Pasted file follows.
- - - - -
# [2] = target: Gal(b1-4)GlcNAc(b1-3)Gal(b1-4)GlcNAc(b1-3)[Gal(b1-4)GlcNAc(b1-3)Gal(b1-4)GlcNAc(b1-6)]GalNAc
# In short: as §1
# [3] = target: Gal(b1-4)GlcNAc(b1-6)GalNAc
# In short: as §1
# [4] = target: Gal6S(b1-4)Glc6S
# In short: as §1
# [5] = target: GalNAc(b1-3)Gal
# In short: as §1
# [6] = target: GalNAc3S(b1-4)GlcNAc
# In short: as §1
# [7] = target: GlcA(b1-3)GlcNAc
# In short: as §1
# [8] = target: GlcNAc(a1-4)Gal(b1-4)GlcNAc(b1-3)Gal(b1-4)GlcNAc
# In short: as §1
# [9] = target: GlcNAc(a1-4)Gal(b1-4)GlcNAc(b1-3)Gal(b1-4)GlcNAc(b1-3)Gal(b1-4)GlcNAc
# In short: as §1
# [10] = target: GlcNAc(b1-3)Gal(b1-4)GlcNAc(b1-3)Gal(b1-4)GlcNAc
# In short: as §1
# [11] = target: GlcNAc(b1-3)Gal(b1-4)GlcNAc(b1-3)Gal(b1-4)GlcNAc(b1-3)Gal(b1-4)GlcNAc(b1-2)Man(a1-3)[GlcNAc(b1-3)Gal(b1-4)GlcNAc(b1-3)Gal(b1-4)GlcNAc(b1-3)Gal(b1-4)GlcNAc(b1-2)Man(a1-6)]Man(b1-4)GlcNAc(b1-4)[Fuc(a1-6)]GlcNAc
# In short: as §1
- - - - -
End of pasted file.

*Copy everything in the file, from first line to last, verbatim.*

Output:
# [2] = target: Gal(b1-4)GlcNAc(b1-3)Gal(b1-4)GlcNAc(b1-3)[Gal(b1-4)GlcNAc(b1-3)Gal(b1-4)GlcNAc(b1-6)]GalNAc
# In short: as §1
# [3] = target: Gal(b1-4)GlcNAc(b1-6)GalNAc
# In short: as §1
# [4] = target: Gal6S(b1-4)Glc6S
# In short: as §1
# [5] = target: GalNAc(b1-3)Gal
# In short: as §1
# [6] = target: GalNAc3S(b1-4)GlcNAc
# In short: as §1
# [7] = target: GlcA(b1-3)GlcNAc
# In short: as §1
# [8] = target: GlcNAc(a1-4)Gal(b1-4)GlcNAc(b1-3)Gal(b1-4)GlcNAc
# In short: as §1
# [9] = target: GlcNAc(a1-4)Gal(b1-4)GlcNAc(b1-3)Gal(b1-4)GlcNAc(b1-3)Gal(b1-4)GlcNAc
# In short: as §1
# [10] = target: GlcNAc(b1-3)Gal(b1-4)GlcNAc(b1-3)Gal(b1-4)GlcNAc
# In short: as §1
# [11] = target: GlcNAc(b1-3)Gal(b1-4)GlcNAc(b1-3)Gal(b1-4)GlcNAc(b1-3)Gal(b1-4)GlcNAc(b1-2)Man(a1-3)[GlcNAc(b1-3)Gal(b1-4)GlcNAc(b1-3)Gal(b1-4)GlcNAc(b1-3)Gal(b1-4)GlcNAc(b1-2)Man(a1-6)]Man(b1-4)GlcNAc(b1-4)[Fuc(a1-6)]GlcNAc
# In short: as §1